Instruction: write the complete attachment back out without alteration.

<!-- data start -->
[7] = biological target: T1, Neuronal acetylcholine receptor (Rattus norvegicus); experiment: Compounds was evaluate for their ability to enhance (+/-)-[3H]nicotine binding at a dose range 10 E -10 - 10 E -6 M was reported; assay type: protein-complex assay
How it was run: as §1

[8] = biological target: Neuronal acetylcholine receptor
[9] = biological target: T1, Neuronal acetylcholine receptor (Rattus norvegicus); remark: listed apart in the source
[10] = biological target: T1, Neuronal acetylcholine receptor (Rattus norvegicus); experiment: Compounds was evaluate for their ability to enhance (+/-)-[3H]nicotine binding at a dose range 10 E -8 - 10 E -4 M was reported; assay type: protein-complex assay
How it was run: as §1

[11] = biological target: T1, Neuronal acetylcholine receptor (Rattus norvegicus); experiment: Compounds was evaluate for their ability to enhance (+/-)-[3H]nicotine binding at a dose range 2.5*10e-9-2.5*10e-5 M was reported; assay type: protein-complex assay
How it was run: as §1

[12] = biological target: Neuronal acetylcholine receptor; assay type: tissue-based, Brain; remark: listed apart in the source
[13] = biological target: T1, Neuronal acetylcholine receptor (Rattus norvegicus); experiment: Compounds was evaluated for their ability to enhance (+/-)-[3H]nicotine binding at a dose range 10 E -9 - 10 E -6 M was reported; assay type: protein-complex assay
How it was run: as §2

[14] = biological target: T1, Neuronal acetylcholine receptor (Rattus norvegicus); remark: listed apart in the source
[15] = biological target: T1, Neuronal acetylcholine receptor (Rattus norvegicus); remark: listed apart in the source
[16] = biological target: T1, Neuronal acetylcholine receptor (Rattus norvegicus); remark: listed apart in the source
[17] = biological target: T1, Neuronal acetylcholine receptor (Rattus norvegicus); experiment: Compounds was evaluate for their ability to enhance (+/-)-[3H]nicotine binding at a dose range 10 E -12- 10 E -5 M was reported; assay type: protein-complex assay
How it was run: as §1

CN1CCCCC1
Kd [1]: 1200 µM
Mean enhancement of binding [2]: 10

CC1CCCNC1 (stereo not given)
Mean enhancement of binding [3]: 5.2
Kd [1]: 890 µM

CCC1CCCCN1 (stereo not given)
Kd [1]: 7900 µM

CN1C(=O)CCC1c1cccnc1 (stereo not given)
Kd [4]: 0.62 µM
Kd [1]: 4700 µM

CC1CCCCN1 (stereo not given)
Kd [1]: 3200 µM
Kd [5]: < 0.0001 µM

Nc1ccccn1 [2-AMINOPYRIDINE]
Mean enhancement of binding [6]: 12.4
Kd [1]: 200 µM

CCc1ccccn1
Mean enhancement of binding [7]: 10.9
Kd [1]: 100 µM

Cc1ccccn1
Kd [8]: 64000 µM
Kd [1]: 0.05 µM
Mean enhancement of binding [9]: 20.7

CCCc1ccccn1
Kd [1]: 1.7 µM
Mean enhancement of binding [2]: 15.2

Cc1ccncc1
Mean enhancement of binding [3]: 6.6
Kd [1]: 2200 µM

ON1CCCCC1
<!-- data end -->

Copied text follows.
[7] = biological target: T1, Neuronal acetylcholine receptor (Rattus norvegicus); experiment: Compounds was evaluate for their ability to enhance (+/-)-[3H]nicotine binding at a dose range 10 E -10 - 10 E -6 M was reported; assay type: protein-complex assay
How it was run: as §1

[8] = biological target: Neuronal acetylcholine receptor
[9] = biological target: T1, Neuronal acetylcholine receptor (Rattus norvegicus); remark: listed apart in the source
[10] = biological target: T1, Neuronal acetylcholine receptor (Rattus norvegicus); experiment: Compounds was evaluate for their ability to enhance (+/-)-[3H]nicotine binding at a dose range 10 E -8 - 10 E -4 M was reported; assay type: protein-complex assay
How it was run: as §1

[11] = biological target: T1, Neuronal acetylcholine receptor (Rattus norvegicus); experiment: Compounds was evaluate for their ability to enhance (+/-)-[3H]nicotine binding at a dose range 2.5*10e-9-2.5*10e-5 M was reported; assay type: protein-complex assay
How it was run: as §1

[12] = biological target: Neuronal acetylcholine receptor; assay type: tissue-based, Brain; remark: listed apart in the source
[13] = biological target: T1, Neuronal acetylcholine receptor (Rattus norvegicus); experiment: Compounds was evaluated for their ability to enhance (+/-)-[3H]nicotine binding at a dose range 10 E -9 - 10 E -6 M was reported; assay type: protein-complex assay
How it was run: as §2

[14] = biological target: T1, Neuronal acetylcholine receptor (Rattus norvegicus); remark: listed apart in the source
[15] = biological target: T1, Neuronal acetylcholine receptor (Rattus norvegicus); remark: listed apart in the source
[16] = biological target: T1, Neuronal acetylcholine receptor (Rattus norvegicus); remark: listed apart in the source
[17] = biological target: T1, Neuronal acetylcholine receptor (Rattus norvegicus); experiment: Compounds was evaluate for their ability to enhance (+/-)-[3H]nicotine binding at a dose range 10 E -12- 10 E -5 M was reported; assay type: protein-complex assay
How it was run: as §1

CN1CCCCC1
Kd [1]: 1200 µM
Mean enhancement of binding [2]: 10

CC1CCCNC1 (stereo not given)
Mean enhancement of binding [3]: 5.2
Kd [1]: 890 µM

CCC1CCCCN1 (stereo not given)
Kd [1]: 7900 µM

CN1C(=O)CCC1c1cccnc1 (stereo not given)
Kd [4]: 0.62 µM
Kd [1]: 4700 µM

CC1CCCCN1 (stereo not given)
Kd [1]: 3200 µM
Kd [5]: < 0.0001 µM

Nc1ccccn1 [2-AMINOPYRIDINE]
Mean enhancement of binding [6]: 12.4
Kd [1]: 200 µM

CCc1ccccn1
Mean enhancement of binding [7]: 10.9
Kd [1]: 100 µM

Cc1ccccn1
Kd [8]: 64000 µM
Kd [1]: 0.05 µM
Mean enhancement of binding [9]: 20.7

CCCc1ccccn1
Kd [1]: 1.7 µM
Mean enhancement of binding [2]: 15.2

Cc1ccncc1
Mean enhancement of binding [3]: 6.6
Kd [1]: 2200 µM

ON1CCCCC1